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Last Updated: Thursday, 22 February 2007, 13:21 GMT
Deprivation teen pregnancy boost
Teenage mum
More under-16s are becoming pregnant
Teenage girls living in deprived areas are four times more likely to fall pregnant than those living in more affluent areas, official data shows,

Office for National Statistics figures reveal 70.9 per 1,000 girls aged 15-17 in deprived areas conceive compared with 16.2 per 1,000 in richer areas.

The difference was even greater when just under-16s were considered, the figures for England and Wales show.

Experts warn action is needed where pregnancies are "stubbornly high".

We are extremely concerned about the ongoing closure of community family planning services
Gill Frances, Independent Advisory Group on Teenage Pregnancy

The government wants to halve the conception rate in under-18s in England by 2010.

The ONS statistics also show fewer teenagers in deprived areas have abortions.

In the least deprived areas, 71% of pregnancies in under-18s end in abortion, compared with 39% in the most deprived.

Among girls under 16, the proportions were 77% and 50%.

The ONS figures also show that the overall conception rate in under 18s remained virtually stable from 42,198 in 2004 to 42,187 in 2005.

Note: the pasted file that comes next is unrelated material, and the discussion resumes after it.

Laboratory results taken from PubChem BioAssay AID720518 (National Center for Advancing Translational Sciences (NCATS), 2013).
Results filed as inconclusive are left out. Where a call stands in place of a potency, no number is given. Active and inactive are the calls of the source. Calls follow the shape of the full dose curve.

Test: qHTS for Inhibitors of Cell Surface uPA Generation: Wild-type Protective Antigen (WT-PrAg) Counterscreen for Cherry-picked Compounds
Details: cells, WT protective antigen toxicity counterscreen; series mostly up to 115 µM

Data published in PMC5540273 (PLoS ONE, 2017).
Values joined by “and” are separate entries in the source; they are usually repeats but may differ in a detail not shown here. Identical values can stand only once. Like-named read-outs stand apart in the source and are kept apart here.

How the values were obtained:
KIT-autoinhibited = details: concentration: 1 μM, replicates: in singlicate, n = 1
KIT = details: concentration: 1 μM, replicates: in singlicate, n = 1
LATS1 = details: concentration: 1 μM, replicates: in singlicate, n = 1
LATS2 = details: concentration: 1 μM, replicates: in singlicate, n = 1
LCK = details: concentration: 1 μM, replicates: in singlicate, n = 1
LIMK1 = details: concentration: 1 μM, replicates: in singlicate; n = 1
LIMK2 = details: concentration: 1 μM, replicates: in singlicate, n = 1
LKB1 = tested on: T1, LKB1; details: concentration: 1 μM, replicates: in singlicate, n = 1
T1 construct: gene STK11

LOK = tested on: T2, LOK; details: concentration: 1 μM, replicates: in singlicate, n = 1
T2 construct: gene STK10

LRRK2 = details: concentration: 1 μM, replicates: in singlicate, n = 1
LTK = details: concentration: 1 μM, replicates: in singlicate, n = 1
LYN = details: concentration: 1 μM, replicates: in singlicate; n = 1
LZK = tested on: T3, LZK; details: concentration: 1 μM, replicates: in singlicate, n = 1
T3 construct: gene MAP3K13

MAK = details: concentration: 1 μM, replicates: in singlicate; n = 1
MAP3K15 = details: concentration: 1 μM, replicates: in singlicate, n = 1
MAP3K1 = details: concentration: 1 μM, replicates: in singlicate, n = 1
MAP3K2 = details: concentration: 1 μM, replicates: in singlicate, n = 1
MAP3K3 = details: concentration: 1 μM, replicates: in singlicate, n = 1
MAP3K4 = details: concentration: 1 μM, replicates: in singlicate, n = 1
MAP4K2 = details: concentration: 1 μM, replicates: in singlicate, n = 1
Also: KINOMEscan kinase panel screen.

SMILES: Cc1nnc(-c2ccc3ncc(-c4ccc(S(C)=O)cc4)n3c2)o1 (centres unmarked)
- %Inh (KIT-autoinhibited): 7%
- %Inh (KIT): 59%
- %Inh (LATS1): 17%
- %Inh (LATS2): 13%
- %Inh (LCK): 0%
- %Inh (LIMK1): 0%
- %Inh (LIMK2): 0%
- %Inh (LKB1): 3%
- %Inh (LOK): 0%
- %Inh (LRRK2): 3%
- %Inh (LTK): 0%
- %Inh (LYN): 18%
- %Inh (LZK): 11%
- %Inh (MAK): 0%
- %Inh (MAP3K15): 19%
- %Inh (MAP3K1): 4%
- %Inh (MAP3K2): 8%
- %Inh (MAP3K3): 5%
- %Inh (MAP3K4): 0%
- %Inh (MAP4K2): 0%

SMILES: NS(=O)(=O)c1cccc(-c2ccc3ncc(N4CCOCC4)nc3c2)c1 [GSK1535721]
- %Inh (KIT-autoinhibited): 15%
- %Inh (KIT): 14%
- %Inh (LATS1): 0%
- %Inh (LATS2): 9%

But there has been a 4% rise in the number of under-16s falling pregnant - increasing from 7,615 pregnancies in 2004 to 7,917 in 2005.

Closure concerns

Gill Frances, chair of the Independent Advisory Group on Teenage Pregnancy, said: "We are really pleased with the excellent progress being made by more than 80% of local authorities, who are proving that teenage pregnancy can be reduced.

We know we cannot be complacent
Beverley Hughes, minister for children, young people and families

"That success needs to be driven forward nationwide."

But she attacked those primary care trusts which were making cuts to their contraceptive services, sometimes closing clinics.

"We are extremely concerned about the ongoing closure of community family planning services which prevent young people getting contraceptive help to prevent unplanned teenage pregnancy.

"This has partly been to offset financial deficits, but also because teenage pregnancy has not been considered a priority."

Anne Weyman, chief executive of the FPA (Family Planning Association), said: "Teenage pregnancy is a complex social issue requiring long-term strategic solutions.

"The dramatic reduction in teenage pregnancy in some parts of the country clearly demonstrates that the Teenage Pregnancy Strategy can make a tremendous difference.

"However, other areas in England still have stubbornly high teenage pregnancy."

Val Buxton, of Brook, the sexual health charity for young people, added: "As long as young people's need for better education and services is neglected, reducing rates of teenage pregnancy will be an uphill struggle."

Beverley Hughes, minister for children, young people and families, said she was pleased the figures show teenage pregnancy rates overall were continuing to fall.

But she said: "We know we cannot be complacent. There is still much we want to do and we have ambitious goals to reduce teenage pregnancy rates even further.

"The figures show a wide variation in performance across the country and this demonstrates how critical local delivery is. We know what works and have given guidance to local authorities and PCTs, setting out the key ingredients for a successful strategy."




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